Advertisement

Three Monoclonal Antibodies to Antigen Presenting Cells in the Rat with Differential Influence on Cellular Interactions

  • Jan Damoiseaux
  • Ed Döpp
  • Marina Verdaasdonk
  • Ed Kamperdijk
  • Christine Dijkstra
Part of the Advances in Experimental Medicine and Biology book series (AEMB, volume 329)

Abstract

A physical interaction between antigen presenting cells (APC) and T cells is essential for evoking an immune response1. It has been proposed that T cells first bind to APC by an antigen-independent mechanism. Antigen specific lymphocytes are then selected and activated within the APC-T cell cluster resulting in T cell proliferation2. In the first stage several accessory molecules, like LFA-1, ICAM-1, CD2, and LFA-3, are involved in the antigen-independent interaction1,2,3. Thereafter the antigen-dependent interaction, mediated by the T cell receptor (TCR), CD3, CD4, and the MHC Class II molecule, becomes more important and induces cytokine production triggering T cell proliferation1,3,4,5. In the third stage, which can occur in the absence of APC, IL-2 alone mediates proliferation of the responsive T cells.

Keywords

Dendritic Cell Accessory Molecule Mixed Leukocyte Reaction Antigen Specific Lymphocyte Tritiated Thymidine Uptake 
These keywords were added by machine and not by the authors. This process is experimental and the keywords may be updated as the learning algorithm improves.

Preview

Unable to display preview. Download preview PDF.

Unable to display preview. Download preview PDF.

References

  1. 1.
    P. D. King and D. R. Katz. Mechanisms of dendritic cell function. Immunol Today 11: 206 (1990).PubMedCrossRefGoogle Scholar
  2. 2.
    K. Inaba and R. M. Steinman. Accessory cell-T lymphocyte interactions. Antigen-dependent and independent clustering. J. Exp. Med. 163: 247 (1986).PubMedCrossRefGoogle Scholar
  3. 3.
    J. M. Austyn and P. J. Morris. T-cell activation by dendritic cells: CD18-dependent clustering is not sufficient for mitogenesis. Immunology 63: 537 (1988).PubMedGoogle Scholar
  4. 4.
    J. Green and R. Jotte. Interactions between T helper cells and dendritic cells during the rat mixed lymphocyte reaction. J. Exp. Med. 162: 1546 (1985).PubMedCrossRefGoogle Scholar
  5. 5.
    K. Inaba and R. M. Steinman. Monoclonal antibodies to LFA-1 and to CD4 inhibit the mixed leukocyte reaction after the antigen-dependent clustering of dendritic cells and T lymphocytes. J. Exp. Med. 165: 1403 (1987).PubMedCrossRefGoogle Scholar
  6. 6.
    J. M. Austyn, R. M. Steinman, D. E. Weinstein, A. Granelli-Piperno and M. A. Palladino. Dendritic cells initiate a two-stage mechanism for T lymphocyte proliferation. J. Exp. Med. 157: 1101 (1983).PubMedCrossRefGoogle Scholar
  7. 7.
    J. G. M. C. Damoiseaux, E. A. Döpp, J. J. Neefjes, R. H. J. Beelen and C.D. Dijkstra. Heterogeneity of macrophages in the rat evidenced by variability in determinants: two new anti-rat macrophage antibodies against a heterodimer of 160 and 95 kd (CD11/CD18). J. Leukocyte Biol. 46: 556 (1989).PubMedGoogle Scholar
  8. 8.
    A. P. Robinson, T. M. White and D. W. Mason. Macrophage heterogeneity in the rat as delineated by two monoclonal antibodies MRC OX-41 and MRC OX-42, the latter recognizing complement receptor type 3. Immunology 57: 239 (1986).PubMedGoogle Scholar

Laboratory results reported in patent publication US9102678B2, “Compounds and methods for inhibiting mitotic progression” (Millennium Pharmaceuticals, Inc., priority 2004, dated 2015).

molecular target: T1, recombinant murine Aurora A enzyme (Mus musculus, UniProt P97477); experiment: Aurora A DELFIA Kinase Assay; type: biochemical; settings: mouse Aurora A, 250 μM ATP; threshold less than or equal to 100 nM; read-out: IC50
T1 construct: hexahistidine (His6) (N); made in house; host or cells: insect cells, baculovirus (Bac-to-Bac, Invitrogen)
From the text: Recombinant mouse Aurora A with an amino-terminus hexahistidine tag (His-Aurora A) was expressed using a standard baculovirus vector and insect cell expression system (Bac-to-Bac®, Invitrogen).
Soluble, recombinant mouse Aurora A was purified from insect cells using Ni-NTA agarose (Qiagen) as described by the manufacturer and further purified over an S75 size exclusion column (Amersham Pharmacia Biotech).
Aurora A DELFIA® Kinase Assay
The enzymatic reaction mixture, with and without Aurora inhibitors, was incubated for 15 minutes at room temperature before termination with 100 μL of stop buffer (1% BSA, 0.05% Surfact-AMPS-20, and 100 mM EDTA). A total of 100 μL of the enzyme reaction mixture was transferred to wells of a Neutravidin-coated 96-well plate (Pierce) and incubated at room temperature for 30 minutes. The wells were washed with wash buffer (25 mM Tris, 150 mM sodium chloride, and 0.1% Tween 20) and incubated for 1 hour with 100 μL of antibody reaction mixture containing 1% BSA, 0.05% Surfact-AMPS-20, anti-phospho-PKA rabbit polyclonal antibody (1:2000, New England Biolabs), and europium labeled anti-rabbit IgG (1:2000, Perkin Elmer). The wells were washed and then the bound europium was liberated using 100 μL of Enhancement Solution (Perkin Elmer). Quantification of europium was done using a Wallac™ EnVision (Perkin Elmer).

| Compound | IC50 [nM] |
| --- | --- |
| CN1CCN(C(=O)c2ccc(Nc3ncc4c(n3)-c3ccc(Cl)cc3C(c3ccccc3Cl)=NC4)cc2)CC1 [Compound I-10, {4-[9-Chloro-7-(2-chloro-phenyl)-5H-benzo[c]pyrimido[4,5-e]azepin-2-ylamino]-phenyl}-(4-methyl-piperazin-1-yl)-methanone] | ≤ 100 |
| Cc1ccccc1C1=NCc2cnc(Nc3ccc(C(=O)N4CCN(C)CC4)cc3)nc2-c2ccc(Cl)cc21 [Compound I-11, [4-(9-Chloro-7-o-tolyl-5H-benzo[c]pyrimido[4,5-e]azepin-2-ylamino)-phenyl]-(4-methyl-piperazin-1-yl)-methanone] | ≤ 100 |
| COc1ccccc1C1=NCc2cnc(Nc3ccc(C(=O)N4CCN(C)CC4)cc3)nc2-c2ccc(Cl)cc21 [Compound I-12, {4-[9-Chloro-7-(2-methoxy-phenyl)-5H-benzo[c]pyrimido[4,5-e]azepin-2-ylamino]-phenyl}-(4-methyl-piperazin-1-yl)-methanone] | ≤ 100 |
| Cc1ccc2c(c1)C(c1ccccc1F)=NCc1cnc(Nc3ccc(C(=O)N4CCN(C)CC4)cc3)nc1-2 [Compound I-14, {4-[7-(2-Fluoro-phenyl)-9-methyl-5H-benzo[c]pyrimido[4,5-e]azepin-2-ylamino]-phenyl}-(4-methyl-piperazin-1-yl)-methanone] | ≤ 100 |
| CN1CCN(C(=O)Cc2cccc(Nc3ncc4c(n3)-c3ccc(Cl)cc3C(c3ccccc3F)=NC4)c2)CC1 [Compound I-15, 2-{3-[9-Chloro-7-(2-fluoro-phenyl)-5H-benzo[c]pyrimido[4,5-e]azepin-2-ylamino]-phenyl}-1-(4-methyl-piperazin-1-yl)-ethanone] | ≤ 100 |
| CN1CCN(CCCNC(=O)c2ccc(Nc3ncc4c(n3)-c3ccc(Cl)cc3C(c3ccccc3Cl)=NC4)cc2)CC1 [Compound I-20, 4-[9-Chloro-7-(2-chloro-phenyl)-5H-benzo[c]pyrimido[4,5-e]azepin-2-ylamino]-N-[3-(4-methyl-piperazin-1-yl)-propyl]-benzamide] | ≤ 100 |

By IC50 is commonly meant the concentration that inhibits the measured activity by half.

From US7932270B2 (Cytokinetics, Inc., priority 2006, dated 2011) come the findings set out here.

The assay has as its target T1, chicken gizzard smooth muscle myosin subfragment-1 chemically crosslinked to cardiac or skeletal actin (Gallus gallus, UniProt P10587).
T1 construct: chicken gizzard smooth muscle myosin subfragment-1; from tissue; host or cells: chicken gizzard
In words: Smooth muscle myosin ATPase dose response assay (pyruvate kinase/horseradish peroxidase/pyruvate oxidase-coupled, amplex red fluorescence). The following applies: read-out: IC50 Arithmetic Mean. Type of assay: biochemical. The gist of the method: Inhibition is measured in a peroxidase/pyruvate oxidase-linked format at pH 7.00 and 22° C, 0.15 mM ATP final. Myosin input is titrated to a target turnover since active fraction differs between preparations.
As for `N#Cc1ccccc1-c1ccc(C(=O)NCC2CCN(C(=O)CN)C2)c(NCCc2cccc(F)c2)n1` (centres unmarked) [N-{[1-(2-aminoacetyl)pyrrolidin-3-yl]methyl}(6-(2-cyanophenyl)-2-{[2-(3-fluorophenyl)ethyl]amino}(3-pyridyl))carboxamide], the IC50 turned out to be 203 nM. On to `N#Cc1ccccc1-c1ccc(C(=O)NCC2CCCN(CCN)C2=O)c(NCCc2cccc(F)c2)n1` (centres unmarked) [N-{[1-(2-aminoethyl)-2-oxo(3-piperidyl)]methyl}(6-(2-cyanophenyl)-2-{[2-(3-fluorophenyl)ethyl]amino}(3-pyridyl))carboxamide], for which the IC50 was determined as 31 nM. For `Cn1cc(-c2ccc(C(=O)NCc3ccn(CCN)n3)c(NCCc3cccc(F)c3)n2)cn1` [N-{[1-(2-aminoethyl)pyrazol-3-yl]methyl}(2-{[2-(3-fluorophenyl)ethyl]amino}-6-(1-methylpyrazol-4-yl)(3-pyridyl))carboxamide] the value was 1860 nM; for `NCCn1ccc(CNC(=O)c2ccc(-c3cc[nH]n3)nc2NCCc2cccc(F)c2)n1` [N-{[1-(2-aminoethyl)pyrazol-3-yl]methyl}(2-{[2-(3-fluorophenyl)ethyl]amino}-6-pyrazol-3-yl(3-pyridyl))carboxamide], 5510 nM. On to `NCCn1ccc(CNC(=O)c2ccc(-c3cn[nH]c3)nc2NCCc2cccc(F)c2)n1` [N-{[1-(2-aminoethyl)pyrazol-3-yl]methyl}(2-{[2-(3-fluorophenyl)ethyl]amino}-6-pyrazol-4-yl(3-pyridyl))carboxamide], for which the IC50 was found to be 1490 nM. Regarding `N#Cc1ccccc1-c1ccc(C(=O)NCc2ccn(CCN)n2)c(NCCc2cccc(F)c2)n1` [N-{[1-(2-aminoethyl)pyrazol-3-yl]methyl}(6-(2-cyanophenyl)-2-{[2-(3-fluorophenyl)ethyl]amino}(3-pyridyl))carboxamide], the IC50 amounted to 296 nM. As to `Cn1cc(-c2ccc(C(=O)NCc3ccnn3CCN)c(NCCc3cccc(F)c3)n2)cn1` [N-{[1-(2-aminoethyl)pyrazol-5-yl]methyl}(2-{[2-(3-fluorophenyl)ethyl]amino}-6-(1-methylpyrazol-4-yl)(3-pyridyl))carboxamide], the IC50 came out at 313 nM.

9. 9.
    J. G. M. C. Damoiseaux. Macrophage Heterogeneity in the rat. PhD thesis, Vrije Universiteit Amsterdam (1991).Google Scholar
  10. 10.
    E. W. A. Kamperdijk, M. A. M. Verdaasdonk and R. H. J. Beelen. Visual and functional expression of Ia-antigen on macrophages and dendritic cells in ACI/Ma1 rats. Transplant. Proc. 19: 3024 (1987).Google Scholar
  11. 11.
    M. A. Schon-Hegrad, J. Oliver, P. G. McMenamin and P. G. Holt. Studies on the density, distribution, and surface phenotype of intraepithelial class II major histocompatability complex antigen (Ia)-bearing dendritic cells (DC) in the conducting airways. J. Exp. Med. 173: 1345 (1991).PubMedCrossRefGoogle Scholar
  12. 12.
    F. Sanchez-Madrid, J. A. Nagy, E. Robbins, P. Simon and T. A. Springer. A human leukocyte differentiation antigen family with distinct α-subunits and a common β-cubunit. J. Exp. Med. 158: 1785 (1983).PubMedCrossRefGoogle Scholar
  13. 13.
    P. A. Detmers and S. D. Wright. Adhesion-promoting receptors on leukocytes. Curr. Opin. Immunol. 1: 10 (1988).PubMedCrossRefGoogle Scholar
  14. 14.
    H. Rosen and S. Gordon. Monoclonal antibody to the murine type 3 complement receptor inhibits adhesion of myelomonocytic cells in vitro an inflammatory cell recruitment in vivo. J. Exp. Med. 166: 1685 (1987).PubMedCrossRefGoogle Scholar
  15. 15.
    S. El Rouby, F. Praz, L. Halbwachts-Mecarelli and M. Papiernik. Thymic reticulum in mice IV. The rosette formation between phagocytic cells of the thymic reticulum and cortical type thymocytes is mediated by complement receptor type three. J. Immunol. 134: 3625 (1985).PubMedGoogle Scholar
  16. 16.
    C. J. M. Melief. Dendritic cells as specialized antigen-presenting cells. Res. Immunol. 140: 902 (1989).PubMedCrossRefGoogle Scholar

Copyright information

© Springer Science+Business Media New York 1993

Authors and Affiliations

  • Jan Damoiseaux
    • 1
  • Ed Döpp
    • 1
  • Marina Verdaasdonk
    • 1
  • Ed Kamperdijk
    • 1
  • Christine Dijkstra
    • 1
  1. 1.Department of Cell Biology Medical FacultyVrije UniversiteitAmsterdamThe Netherlands

Personalised recommendations